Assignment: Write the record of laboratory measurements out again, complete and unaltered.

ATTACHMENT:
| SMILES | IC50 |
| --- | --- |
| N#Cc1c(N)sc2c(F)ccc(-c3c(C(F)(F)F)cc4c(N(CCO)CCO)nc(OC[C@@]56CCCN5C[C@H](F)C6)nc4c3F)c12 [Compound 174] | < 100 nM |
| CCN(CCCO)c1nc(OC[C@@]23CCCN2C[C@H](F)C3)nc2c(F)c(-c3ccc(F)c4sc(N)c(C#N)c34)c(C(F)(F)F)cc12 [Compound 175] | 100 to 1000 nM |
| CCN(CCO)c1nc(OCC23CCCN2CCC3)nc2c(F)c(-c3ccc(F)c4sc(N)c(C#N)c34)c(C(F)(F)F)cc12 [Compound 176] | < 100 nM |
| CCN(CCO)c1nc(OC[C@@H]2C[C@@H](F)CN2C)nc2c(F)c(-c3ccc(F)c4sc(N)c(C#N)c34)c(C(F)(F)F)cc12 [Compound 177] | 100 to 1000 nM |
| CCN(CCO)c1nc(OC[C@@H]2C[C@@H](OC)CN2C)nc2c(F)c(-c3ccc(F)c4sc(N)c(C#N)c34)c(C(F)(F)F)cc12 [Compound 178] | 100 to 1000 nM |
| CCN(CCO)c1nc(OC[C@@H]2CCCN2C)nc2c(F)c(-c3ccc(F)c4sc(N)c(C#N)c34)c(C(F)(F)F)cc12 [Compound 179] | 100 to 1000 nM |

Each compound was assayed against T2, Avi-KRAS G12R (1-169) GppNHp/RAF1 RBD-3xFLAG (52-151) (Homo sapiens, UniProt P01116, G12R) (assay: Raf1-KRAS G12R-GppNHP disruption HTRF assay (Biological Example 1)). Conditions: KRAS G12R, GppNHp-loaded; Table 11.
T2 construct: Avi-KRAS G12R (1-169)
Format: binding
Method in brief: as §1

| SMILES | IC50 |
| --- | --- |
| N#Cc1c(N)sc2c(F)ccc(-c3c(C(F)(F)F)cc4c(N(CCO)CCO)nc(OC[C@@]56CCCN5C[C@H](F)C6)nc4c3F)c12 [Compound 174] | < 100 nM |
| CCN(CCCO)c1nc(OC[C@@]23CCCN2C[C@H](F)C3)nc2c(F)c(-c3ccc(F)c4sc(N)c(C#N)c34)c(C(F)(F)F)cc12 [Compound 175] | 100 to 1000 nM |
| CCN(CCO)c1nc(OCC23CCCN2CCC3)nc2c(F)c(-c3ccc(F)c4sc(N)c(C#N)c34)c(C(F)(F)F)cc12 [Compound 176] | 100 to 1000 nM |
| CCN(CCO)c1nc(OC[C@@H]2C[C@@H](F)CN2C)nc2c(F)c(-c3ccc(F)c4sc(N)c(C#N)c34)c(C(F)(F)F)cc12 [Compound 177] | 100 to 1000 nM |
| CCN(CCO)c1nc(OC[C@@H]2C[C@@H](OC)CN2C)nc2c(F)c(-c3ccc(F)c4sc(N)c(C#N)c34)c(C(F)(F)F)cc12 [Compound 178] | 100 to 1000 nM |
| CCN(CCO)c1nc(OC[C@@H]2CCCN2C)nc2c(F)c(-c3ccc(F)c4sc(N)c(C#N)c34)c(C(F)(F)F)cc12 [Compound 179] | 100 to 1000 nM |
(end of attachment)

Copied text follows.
| SMILES | IC50 |
| --- | --- |
| N#Cc1c(N)sc2c(F)ccc(-c3c(C(F)(F)F)cc4c(N(CCO)CCO)nc(OC[C@@]56CCCN5C[C@H](F)C6)nc4c3F)c12 [Compound 174] | < 100 nM |
| CCN(CCCO)c1nc(OC[C@@]23CCCN2C[C@H](F)C3)nc2c(F)c(-c3ccc(F)c4sc(N)c(C#N)c34)c(C(F)(F)F)cc12 [Compound 175] | 100 to 1000 nM |
| CCN(CCO)c1nc(OCC23CCCN2CCC3)nc2c(F)c(-c3ccc(F)c4sc(N)c(C#N)c34)c(C(F)(F)F)cc12 [Compound 176] | < 100 nM |
| CCN(CCO)c1nc(OC[C@@H]2C[C@@H](F)CN2C)nc2c(F)c(-c3ccc(F)c4sc(N)c(C#N)c34)c(C(F)(F)F)cc12 [Compound 177] | 100 to 1000 nM |
| CCN(CCO)c1nc(OC[C@@H]2C[C@@H](OC)CN2C)nc2c(F)c(-c3ccc(F)c4sc(N)c(C#N)c34)c(C(F)(F)F)cc12 [Compound 178] | 100 to 1000 nM |
| CCN(CCO)c1nc(OC[C@@H]2CCCN2C)nc2c(F)c(-c3ccc(F)c4sc(N)c(C#N)c34)c(C(F)(F)F)cc12 [Compound 179] | 100 to 1000 nM |

Each compound was assayed against T2, Avi-KRAS G12R (1-169) GppNHp/RAF1 RBD-3xFLAG (52-151) (Homo sapiens, UniProt P01116, G12R) (assay: Raf1-KRAS G12R-GppNHP disruption HTRF assay (Biological Example 1)). Conditions: KRAS G12R, GppNHp-loaded; Table 11.
T2 construct: Avi-KRAS G12R (1-169)
Format: binding
Method in brief: as §1

| SMILES | IC50 |
| --- | --- |
| N#Cc1c(N)sc2c(F)ccc(-c3c(C(F)(F)F)cc4c(N(CCO)CCO)nc(OC[C@@]56CCCN5C[C@H](F)C6)nc4c3F)c12 [Compound 174] | < 100 nM |
| CCN(CCCO)c1nc(OC[C@@]23CCCN2C[C@H](F)C3)nc2c(F)c(-c3ccc(F)c4sc(N)c(C#N)c34)c(C(F)(F)F)cc12 [Compound 175] | 100 to 1000 nM |
| CCN(CCO)c1nc(OCC23CCCN2CCC3)nc2c(F)c(-c3ccc(F)c4sc(N)c(C#N)c34)c(C(F)(F)F)cc12 [Compound 176] | 100 to 1000 nM |
| CCN(CCO)c1nc(OC[C@@H]2C[C@@H](F)CN2C)nc2c(F)c(-c3ccc(F)c4sc(N)c(C#N)c34)c(C(F)(F)F)cc12 [Compound 177] | 100 to 1000 nM |
| CCN(CCO)c1nc(OC[C@@H]2C[C@@H](OC)CN2C)nc2c(F)c(-c3ccc(F)c4sc(N)c(C#N)c34)c(C(F)(F)F)cc12 [Compound 178] | 100 to 1000 nM |
| CCN(CCO)c1nc(OC[C@@H]2CCCN2C)nc2c(F)c(-c3ccc(F)c4sc(N)c(C#N)c34)c(C(F)(F)F)cc12 [Compound 179] | 100 to 1000 nM |